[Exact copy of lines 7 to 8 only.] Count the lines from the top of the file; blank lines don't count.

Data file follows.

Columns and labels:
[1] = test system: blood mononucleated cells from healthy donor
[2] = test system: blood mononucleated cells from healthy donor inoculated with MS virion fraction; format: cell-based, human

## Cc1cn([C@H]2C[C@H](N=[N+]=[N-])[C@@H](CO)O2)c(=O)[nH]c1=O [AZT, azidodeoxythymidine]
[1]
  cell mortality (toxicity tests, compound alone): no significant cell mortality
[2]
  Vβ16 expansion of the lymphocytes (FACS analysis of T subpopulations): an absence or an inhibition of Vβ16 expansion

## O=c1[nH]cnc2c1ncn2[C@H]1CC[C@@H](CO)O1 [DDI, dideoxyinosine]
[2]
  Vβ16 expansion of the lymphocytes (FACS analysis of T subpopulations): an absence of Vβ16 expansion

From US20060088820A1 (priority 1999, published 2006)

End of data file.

[2]
  Vβ16 expansion of the lymphocytes (FACS analysis of T subpopulations): an absence or an inhibition of Vβ16 expansion